US based drug makers lobby group Pharmaceutical Research and Manufacturers of America (PhRMA) has complained that the positive signals given by India in terms of greater intellectual property protection and market access opportunities are yet to translate into real policy actions and practical changes.
In its annual submission to the United States Trade Representative (USTR), PhRMA highlighted unpredictable patent environment, regulatory data protection failures, high tariffs and taxes on medicines, discriminatory and nobn-transparent market access policies, and unpredictable environment for clinical research as the key challenges before US companies that operate or wish to tap the Indian market.
The lobby group wants India to remain on the Priority Watch List in the 2018 Special 301 Report of USTR until India addresses their concerns.
While acknowledging India's new National IPR (intellectual property rights) policy, PhRMA wanted the country to lay greater stress on effective and meaningful IP protection and enforcement mechanisms. "Implementation of the National IPR Policy should include a consultative process with relevant stakeholders and meaningful reforms to India's IP policies that lead to improvements in IP protection and enforcement for medicines", it states.
On tariff barriers, PhRMA states that its member companies operating in India face high effective import duties for active ingredients and finished products. "Though the basic import duties for pharmaceutical products average 10 ten percent, due to the Integrated Goods and Service Tax imposed on imports, the effective import duty can exceed 20 per cent. Moreover, excessive duties on the reagents and equipment imported for use in research and development and manufacture of biotech products make biotech operations difficult to sustain. Compared to other Asian countries in similar stages of development, import duties in India are very high. And while certain essential and life-saving medicines may be granted exemptions from some of the taxes, the eligibility criteria are vague and subject to constant revision and debate", they point out.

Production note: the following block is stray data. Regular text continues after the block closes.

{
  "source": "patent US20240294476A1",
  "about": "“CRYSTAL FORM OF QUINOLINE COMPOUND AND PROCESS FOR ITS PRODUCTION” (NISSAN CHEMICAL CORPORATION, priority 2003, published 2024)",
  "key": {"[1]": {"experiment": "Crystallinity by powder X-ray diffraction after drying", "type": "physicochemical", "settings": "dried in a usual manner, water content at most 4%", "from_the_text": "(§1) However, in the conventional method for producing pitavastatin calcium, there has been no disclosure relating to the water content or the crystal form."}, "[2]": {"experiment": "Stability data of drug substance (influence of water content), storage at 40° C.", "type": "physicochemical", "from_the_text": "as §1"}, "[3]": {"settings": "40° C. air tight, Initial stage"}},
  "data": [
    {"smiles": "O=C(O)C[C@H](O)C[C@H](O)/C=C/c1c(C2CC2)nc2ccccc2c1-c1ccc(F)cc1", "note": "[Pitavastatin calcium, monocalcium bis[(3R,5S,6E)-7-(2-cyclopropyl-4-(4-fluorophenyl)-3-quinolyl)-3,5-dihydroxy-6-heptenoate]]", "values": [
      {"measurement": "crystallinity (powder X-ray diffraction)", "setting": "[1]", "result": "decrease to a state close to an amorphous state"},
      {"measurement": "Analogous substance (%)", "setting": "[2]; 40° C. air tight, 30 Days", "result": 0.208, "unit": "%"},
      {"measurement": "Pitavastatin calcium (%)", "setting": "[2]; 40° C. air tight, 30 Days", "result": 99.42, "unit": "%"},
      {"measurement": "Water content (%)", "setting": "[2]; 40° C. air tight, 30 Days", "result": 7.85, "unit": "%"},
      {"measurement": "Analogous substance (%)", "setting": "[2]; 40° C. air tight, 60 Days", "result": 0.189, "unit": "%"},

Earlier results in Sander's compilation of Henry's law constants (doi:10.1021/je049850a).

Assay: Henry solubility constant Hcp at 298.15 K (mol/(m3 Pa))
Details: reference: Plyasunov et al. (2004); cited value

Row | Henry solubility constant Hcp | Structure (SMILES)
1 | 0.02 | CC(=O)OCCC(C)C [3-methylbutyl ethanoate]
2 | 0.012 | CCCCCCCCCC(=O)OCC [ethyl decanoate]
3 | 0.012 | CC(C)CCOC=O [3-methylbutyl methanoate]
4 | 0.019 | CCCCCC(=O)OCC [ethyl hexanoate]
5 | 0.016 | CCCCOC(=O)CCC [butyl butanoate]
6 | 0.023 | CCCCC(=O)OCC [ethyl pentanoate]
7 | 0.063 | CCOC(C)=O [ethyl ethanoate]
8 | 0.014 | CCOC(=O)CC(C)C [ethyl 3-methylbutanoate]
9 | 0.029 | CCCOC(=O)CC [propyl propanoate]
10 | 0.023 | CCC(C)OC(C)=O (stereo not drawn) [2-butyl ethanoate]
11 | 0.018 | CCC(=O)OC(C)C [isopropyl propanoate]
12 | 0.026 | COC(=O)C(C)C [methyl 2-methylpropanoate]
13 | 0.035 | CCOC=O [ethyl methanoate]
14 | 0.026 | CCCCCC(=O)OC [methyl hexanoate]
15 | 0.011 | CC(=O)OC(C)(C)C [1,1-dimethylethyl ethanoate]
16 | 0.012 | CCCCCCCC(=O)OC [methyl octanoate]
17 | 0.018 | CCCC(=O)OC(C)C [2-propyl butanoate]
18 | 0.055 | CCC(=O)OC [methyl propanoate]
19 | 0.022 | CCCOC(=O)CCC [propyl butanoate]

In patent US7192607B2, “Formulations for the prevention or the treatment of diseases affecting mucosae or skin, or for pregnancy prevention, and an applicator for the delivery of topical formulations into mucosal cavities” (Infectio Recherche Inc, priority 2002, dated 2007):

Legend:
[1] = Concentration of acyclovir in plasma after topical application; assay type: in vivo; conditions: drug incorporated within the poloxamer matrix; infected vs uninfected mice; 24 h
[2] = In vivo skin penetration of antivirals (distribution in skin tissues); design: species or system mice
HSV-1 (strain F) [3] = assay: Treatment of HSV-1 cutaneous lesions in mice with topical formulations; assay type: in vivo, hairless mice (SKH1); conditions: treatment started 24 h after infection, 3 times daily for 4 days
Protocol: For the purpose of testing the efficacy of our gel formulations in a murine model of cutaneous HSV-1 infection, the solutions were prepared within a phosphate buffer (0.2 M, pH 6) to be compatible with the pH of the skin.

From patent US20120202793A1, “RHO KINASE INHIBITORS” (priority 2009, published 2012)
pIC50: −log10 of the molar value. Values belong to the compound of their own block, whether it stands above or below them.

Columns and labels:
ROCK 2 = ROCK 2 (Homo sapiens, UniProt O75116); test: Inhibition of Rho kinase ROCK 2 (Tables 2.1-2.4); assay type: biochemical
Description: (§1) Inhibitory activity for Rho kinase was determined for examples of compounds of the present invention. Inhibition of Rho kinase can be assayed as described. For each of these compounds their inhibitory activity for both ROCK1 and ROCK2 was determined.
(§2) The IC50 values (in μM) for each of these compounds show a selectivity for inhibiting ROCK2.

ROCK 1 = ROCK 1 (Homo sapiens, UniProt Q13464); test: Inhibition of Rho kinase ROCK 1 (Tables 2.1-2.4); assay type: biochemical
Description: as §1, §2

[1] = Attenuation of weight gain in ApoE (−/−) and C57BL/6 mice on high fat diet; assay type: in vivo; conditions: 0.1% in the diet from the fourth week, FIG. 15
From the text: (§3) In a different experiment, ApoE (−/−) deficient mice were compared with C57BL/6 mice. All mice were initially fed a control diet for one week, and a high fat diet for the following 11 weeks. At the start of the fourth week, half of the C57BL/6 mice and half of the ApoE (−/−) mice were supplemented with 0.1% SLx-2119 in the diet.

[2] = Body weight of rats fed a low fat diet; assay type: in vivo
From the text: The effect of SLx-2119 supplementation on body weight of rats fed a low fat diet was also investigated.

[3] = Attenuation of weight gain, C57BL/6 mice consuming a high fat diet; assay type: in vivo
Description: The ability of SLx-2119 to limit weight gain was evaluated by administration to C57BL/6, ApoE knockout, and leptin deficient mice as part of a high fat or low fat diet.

The submission also refers to the WTO Pharmaceutical Agreement because of which the United States and 33 other signatory countries do not impose any import duties on a wide range of medicines and other health products."However, biopharmaceutical innovators in the United States do not benefit from the same access to China, India and other emerging economies that are leading producers and net exporters of drugs and active pharmaceutical ingredients but are not parties to the WTO Pharmaceutical Agreement," it notes. Stating that United States is by far the largest market for Indian generic drug exports, it said that India's basic import duties on biopharmaceutical products and active ingredients average about ten percent. Additional duties and assessments can raise the effective import duty to as high as 20 per cent or more, it adds.
The Special 301 review is an annual exercise of the USTR to address market access and intellectual property barriers that harm US trade interests. Countries with significant IP concerns for US companies are placed in the Priority Watch List.